We’re living in times where every time your phone rings, there is a high chance that someone is looking to mislead you. You could fall into a fraudulent financial transaction and lose your valuable phone data.
Or someone could be attempting to hack into your computer or smartphone. That’s the state of phone scams. Having to protect your employees’ phones and your business phone is not really an exciting prospect.
But consider how rampant cybercrime is and especially how much it is targeted at mobile phones. Because smartphones have become the norm, guarding against cybercrime is a necessity. Here is a guide for how businessmen can secure their phones and keep scammers at bay.
Use a Virtual Number
The best way to save your phone from falling prey to cyber attacks is to share your contact number only with the people you trust.
This practice, however, is easier said than done for a businessman. An alternative worth considering is to use a virtual phone number. Google Voice, for instance, offers you a free virtual phone number that you can use to manage voice communications for non-personal matters.
A virtual number can receive text messages and voice calls. So you can easily set up your virtual number to forward business calls and messages to your permanent phone number.
By keeping your phone number inaccessible and unknown in the telemarketing scam and spam domain, you considerably reduce the threat of exposure.
How to Identify Potential Phone Scams?
When it comes to phone scams and hacking attempts, prevention is infinitely better than a cure! To make sure your business phones don’t end up being hacked, here are the telltale signs of detecting potential phone scams. Pay attention to phone calls that:
- Request your personal details, such as your social security number
- Use automated voice messages asking you to call back
- Tell you that you’ve won a lottery for which you never purchased a ticket (it’s ridiculous, but these scams still exist)
- Tell you to pay off a debt or IRS fine immediately
- Ask you to share your computer’s remote access with a person posing as a computer technician
- Request a PIN confirmation (unless you’ve specifically initiated a service request)
- Ask you to visit a specific website
Reporting Phone Scams
Businesses across the globe, voice carrier services included, recognize the need to quickly neutralize phone scam attempts. Most are willing to immediately help customers impacted by this kind of fraud.
So be on the lookout for potential phone scams, unsolicited and suspicious telemarketing calls, and fishy text messages.
Make it a point to report questionable communications to the voice carrier service, as well as to your regional and national cybersecurity and scam prevention agencies. Some red flags to watch out for are:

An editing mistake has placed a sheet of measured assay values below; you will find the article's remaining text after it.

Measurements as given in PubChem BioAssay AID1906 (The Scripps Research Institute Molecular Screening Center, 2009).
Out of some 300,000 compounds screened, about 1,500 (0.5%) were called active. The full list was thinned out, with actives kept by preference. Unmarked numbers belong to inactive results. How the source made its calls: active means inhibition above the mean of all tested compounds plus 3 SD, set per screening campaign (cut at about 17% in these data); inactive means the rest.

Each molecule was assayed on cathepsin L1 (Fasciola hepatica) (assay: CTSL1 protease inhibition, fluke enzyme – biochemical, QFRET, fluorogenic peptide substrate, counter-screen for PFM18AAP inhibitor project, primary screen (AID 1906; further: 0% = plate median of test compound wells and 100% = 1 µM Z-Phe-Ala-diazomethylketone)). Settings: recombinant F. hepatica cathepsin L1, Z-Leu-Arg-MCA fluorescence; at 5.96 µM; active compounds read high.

- Frequent and often permanent disconnection of network connectivity on your phone
- Odd entries in your monthly phone bill statements
- Two-factor authentication triggers when you don’t remember initiating them
- Calls from people pretending to be from your voice carrier service provider and asking for personal details
Standard Practices for Securing Your Business Phone
- The FCC Consumer Help guide is a good read for every businessman looking to stay secure from phone scams.
- Register your phone number in the DoNotCall.gov database, and ask your employees to do the same.
- Encourage your employees, particularly your customer care people, to conduct quick online checks for phone numbers that seem to be suspicious (based on how the conversation progresses). CheckUp.Tel is a useful online real-time phone checking directory for America and Canada.
- Don’t ever reply to any SMS that requires you to forward a specific text command to a number. The exception would if you’re specifically expecting such a text.
- Does your business embrace the BYOD (Bring Your Own Device) concept? If so, make sure your IT team installs basic anti-virus and anti-malware software on employees’ smartphones.
- If you get a one-ring (or slightly longer) call from an odd looking number, don’t call back.
Consider Your Contact Number a Valuable Social Asset
Why dilute the importance of your contact number by putting it out in the public domain? For business communications, get a virtual phone number. Or get a dedicated phone line that can then divert the genuine queries to the right people.
Just like your social security number, scammers use your phone number to conduct more specific searches on you. They also use it to launch advanced social engineering-based phishing attacks on you.
Here’s another useful tip. Every now and then, do a Google search for your phone number. That way you can see if it’s part of a public database, and hence exposed.
Final Thoughts on Protecting Your Phone Data
Just like everything else, the responsibility of your business phone falls on your shoulders. Use the tips and suggestions shared in this guide to keep your employees’ phones, as well as your phone, safe from the clutches of phone scammers.
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